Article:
In a week when business leaders in the UK met with the Catholic Archbishop of Westminster to discuss ways to resurrect the reputation of the corporate sector, GlobeScan’s most recent global polling shows that while religious groups generally enjoy higher levels of trust that they will operate in the best interests of society than other institutions, in many countries there is greater skepticism about the impact they can have through their actions.
While only scientists and NGO score higher on trust levels, religious groups are viewed globally as less effective than other institutions, ranking below the media, UN, corporations, and governments.
More than half (55%) of Britons trust religious groups, even if just 39 percent expect them to be able to make a difference to society. Indeed, reflecting traditions of tolerance and liberal approaches to religion, all the Anglo-Saxon countries polled exhibit strong levels of trust in religious institutions coupled with reduced evaluations of religion’s social impact. European countries are often seen as the most post-religious countries in the world—in France just 19 percent profess any trust in religious groups to act in the best interests of society, although 30 percent still believe such groups can have an impact in solving social challenges.
In countries with recent histories of oppressing or trying to eradicate the influence of religion, such as Russia, China, and Turkey, there is a smaller gap between trust and perceived potential impact—although trust is the higher of the two in these countries. These are places where religious groups have stood apart from the government for many years, maximizing their appeal. With recent liberalization, the tangible impact of these formerly suppressed institutions has grown.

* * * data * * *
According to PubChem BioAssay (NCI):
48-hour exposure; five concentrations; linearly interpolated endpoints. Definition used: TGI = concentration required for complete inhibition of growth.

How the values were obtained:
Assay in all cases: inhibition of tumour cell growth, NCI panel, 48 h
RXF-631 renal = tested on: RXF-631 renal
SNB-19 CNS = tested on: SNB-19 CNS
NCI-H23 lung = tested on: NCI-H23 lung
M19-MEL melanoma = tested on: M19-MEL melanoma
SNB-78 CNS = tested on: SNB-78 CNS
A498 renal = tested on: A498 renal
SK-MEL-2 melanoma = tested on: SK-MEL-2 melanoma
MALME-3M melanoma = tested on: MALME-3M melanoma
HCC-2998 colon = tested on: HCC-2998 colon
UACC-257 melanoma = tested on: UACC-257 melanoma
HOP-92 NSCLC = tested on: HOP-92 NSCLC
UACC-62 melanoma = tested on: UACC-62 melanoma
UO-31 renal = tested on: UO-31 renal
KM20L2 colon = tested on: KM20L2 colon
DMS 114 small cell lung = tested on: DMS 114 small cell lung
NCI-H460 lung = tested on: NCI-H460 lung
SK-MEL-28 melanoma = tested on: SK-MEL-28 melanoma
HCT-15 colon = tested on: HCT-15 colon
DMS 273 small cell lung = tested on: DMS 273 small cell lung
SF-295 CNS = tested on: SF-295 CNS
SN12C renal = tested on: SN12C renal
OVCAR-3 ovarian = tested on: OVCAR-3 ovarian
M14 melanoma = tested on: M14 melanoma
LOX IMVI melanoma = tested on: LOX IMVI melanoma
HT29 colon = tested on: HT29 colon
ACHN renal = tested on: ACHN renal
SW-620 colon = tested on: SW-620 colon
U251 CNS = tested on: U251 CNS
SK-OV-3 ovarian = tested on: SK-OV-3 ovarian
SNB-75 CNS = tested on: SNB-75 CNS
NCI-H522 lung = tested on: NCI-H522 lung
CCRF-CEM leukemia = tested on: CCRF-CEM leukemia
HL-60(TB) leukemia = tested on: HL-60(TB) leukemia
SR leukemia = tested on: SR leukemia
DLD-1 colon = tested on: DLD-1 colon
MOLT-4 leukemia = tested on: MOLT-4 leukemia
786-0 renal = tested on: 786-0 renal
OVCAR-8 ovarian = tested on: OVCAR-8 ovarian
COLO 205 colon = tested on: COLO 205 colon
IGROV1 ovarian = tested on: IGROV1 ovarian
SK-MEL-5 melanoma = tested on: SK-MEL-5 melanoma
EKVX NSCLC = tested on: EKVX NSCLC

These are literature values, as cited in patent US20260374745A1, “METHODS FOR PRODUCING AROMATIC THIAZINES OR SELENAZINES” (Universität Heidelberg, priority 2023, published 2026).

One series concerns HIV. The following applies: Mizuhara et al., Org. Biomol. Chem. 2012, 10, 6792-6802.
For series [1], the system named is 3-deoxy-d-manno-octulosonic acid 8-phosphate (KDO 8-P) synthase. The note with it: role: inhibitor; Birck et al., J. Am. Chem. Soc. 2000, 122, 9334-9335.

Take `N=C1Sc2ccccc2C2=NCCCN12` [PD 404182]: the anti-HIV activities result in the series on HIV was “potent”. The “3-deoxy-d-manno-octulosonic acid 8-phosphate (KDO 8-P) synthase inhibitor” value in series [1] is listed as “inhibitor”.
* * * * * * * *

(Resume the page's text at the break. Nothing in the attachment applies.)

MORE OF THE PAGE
In Latin America, Africa, and the Islamic world, there are higher proportions who trust religious groups and expect them to make a social difference. The most trusting country in the survey is Nigeria, where fully 87% of respondents profess that religious institutions work in the best interests of society, and 83% expect them to be effective actors in addressing social challenges.
While it is questionable how far high trust levels translate into political influence, these figures show that churches remain a force to be reckoned with throughout the world, not least in some of its fastest growing and most populous nations. While business leaders hoping to harness this may have mixed success, the goal for religious organizations must be to retain their respected position and translate this trust into more effective social impact.